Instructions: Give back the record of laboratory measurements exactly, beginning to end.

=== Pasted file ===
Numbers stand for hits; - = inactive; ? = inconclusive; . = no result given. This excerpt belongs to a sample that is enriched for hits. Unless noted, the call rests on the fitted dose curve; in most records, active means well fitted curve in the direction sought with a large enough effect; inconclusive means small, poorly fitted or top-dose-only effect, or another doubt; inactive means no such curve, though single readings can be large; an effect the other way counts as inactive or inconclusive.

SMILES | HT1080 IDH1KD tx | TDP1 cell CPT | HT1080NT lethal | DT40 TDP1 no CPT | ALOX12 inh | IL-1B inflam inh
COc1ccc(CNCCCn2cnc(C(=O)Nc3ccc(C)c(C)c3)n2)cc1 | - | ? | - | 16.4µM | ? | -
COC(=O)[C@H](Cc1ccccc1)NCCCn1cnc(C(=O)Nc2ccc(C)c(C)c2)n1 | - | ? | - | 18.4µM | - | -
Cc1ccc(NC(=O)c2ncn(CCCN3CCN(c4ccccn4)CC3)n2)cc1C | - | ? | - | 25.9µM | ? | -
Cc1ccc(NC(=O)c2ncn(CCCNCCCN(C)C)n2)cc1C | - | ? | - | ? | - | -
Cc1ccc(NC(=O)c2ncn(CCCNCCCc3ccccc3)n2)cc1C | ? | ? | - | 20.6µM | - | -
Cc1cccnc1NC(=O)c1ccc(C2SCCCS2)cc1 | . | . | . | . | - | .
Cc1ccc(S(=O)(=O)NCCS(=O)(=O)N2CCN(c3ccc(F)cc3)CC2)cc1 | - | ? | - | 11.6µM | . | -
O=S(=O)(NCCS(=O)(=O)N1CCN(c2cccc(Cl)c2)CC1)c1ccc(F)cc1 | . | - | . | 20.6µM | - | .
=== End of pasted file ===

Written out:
Numbers stand for hits; - = inactive; ? = inconclusive; . = no result given. This excerpt belongs to a sample that is enriched for hits. Unless noted, the call rests on the fitted dose curve; in most records, active means well fitted curve in the direction sought with a large enough effect; inconclusive means small, poorly fitted or top-dose-only effect, or another doubt; inactive means no such curve, though single readings can be large; an effect the other way counts as inactive or inconclusive.

SMILES | HT1080 IDH1KD tx | TDP1 cell CPT | HT1080NT lethal | DT40 TDP1 no CPT | ALOX12 inh | IL-1B inflam inh
COc1ccc(CNCCCn2cnc(C(=O)Nc3ccc(C)c(C)c3)n2)cc1 | - | ? | - | 16.4µM | ? | -
COC(=O)[C@H](Cc1ccccc1)NCCCn1cnc(C(=O)Nc2ccc(C)c(C)c2)n1 | - | ? | - | 18.4µM | - | -
Cc1ccc(NC(=O)c2ncn(CCCN3CCN(c4ccccn4)CC3)n2)cc1C | - | ? | - | 25.9µM | ? | -
Cc1ccc(NC(=O)c2ncn(CCCNCCCN(C)C)n2)cc1C | - | ? | - | ? | - | -
Cc1ccc(NC(=O)c2ncn(CCCNCCCc3ccccc3)n2)cc1C | ? | ? | - | 20.6µM | - | -
Cc1cccnc1NC(=O)c1ccc(C2SCCCS2)cc1 | . | . | . | . | - | .
Cc1ccc(S(=O)(=O)NCCS(=O)(=O)N2CCN(c3ccc(F)cc3)CC2)cc1 | - | ? | - | 11.6µM | . | -
O=S(=O)(NCCS(=O)(=O)N1CCN(c2cccc(Cl)c2)CC1)c1ccc(F)cc1 | . | - | . | 20.6µM | - | .